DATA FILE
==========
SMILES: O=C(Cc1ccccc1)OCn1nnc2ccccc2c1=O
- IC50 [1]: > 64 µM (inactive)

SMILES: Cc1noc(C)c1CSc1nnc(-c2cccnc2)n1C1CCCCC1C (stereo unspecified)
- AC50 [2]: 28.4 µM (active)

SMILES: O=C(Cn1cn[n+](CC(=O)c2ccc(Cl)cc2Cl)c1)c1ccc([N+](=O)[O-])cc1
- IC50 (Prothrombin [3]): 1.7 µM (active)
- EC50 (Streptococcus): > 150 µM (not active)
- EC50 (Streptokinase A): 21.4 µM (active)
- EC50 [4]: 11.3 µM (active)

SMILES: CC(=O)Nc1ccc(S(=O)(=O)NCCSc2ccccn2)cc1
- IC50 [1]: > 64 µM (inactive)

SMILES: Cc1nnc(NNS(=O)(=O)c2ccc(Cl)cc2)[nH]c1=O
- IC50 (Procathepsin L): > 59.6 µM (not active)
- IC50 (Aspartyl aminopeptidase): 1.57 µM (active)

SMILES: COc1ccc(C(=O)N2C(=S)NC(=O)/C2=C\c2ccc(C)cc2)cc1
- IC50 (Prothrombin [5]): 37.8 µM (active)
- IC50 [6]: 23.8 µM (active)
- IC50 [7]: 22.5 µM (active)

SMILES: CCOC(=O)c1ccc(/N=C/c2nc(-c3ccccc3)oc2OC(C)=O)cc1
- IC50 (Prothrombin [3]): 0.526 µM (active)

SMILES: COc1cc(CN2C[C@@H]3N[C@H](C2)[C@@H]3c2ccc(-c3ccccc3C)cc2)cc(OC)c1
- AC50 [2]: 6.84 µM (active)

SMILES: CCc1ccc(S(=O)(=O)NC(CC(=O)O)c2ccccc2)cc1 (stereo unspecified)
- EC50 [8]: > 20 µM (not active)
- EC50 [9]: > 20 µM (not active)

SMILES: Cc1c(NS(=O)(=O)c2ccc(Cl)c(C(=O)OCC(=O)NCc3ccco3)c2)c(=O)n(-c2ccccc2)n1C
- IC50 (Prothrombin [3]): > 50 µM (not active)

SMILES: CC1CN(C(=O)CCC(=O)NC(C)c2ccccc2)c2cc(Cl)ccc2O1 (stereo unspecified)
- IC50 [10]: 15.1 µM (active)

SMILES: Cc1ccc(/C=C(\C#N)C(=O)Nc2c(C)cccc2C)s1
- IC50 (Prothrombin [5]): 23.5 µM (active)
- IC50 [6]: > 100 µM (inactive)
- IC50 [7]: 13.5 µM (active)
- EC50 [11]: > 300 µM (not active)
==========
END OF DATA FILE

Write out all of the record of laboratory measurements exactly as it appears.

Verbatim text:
SMILES: O=C(Cc1ccccc1)OCn1nnc2ccccc2c1=O
- IC50 [1]: > 64 µM (inactive)

SMILES: Cc1noc(C)c1CSc1nnc(-c2cccnc2)n1C1CCCCC1C (stereo unspecified)
- AC50 [2]: 28.4 µM (active)

SMILES: O=C(Cn1cn[n+](CC(=O)c2ccc(Cl)cc2Cl)c1)c1ccc([N+](=O)[O-])cc1
- IC50 (Prothrombin [3]): 1.7 µM (active)
- EC50 (Streptococcus): > 150 µM (not active)
- EC50 (Streptokinase A): 21.4 µM (active)
- EC50 [4]: 11.3 µM (active)

SMILES: CC(=O)Nc1ccc(S(=O)(=O)NCCSc2ccccn2)cc1
- IC50 [1]: > 64 µM (inactive)

SMILES: Cc1nnc(NNS(=O)(=O)c2ccc(Cl)cc2)[nH]c1=O
- IC50 (Procathepsin L): > 59.6 µM (not active)
- IC50 (Aspartyl aminopeptidase): 1.57 µM (active)

SMILES: COc1ccc(C(=O)N2C(=S)NC(=O)/C2=C\c2ccc(C)cc2)cc1
- IC50 (Prothrombin [5]): 37.8 µM (active)
- IC50 [6]: 23.8 µM (active)
- IC50 [7]: 22.5 µM (active)

SMILES: CCOC(=O)c1ccc(/N=C/c2nc(-c3ccccc3)oc2OC(C)=O)cc1
- IC50 (Prothrombin [3]): 0.526 µM (active)

SMILES: COc1cc(CN2C[C@@H]3N[C@H](C2)[C@@H]3c2ccc(-c3ccccc3C)cc2)cc(OC)c1
- AC50 [2]: 6.84 µM (active)

SMILES: CCc1ccc(S(=O)(=O)NC(CC(=O)O)c2ccccc2)cc1 (stereo unspecified)
- EC50 [8]: > 20 µM (not active)
- EC50 [9]: > 20 µM (not active)

SMILES: Cc1c(NS(=O)(=O)c2ccc(Cl)c(C(=O)OCC(=O)NCc3ccco3)c2)c(=O)n(-c2ccccc2)n1C
- IC50 (Prothrombin [3]): > 50 µM (not active)

SMILES: CC1CN(C(=O)CCC(=O)NC(C)c2ccccc2)c2cc(Cl)ccc2O1 (stereo unspecified)
- IC50 [10]: 15.1 µM (active)

SMILES: Cc1ccc(/C=C(\C#N)C(=O)Nc2c(C)cccc2C)s1
- IC50 (Prothrombin [5]): 23.5 µM (active)
- IC50 [6]: > 100 µM (inactive)
- IC50 [7]: 13.5 µM (active)
- EC50 [11]: > 300 µM (not active)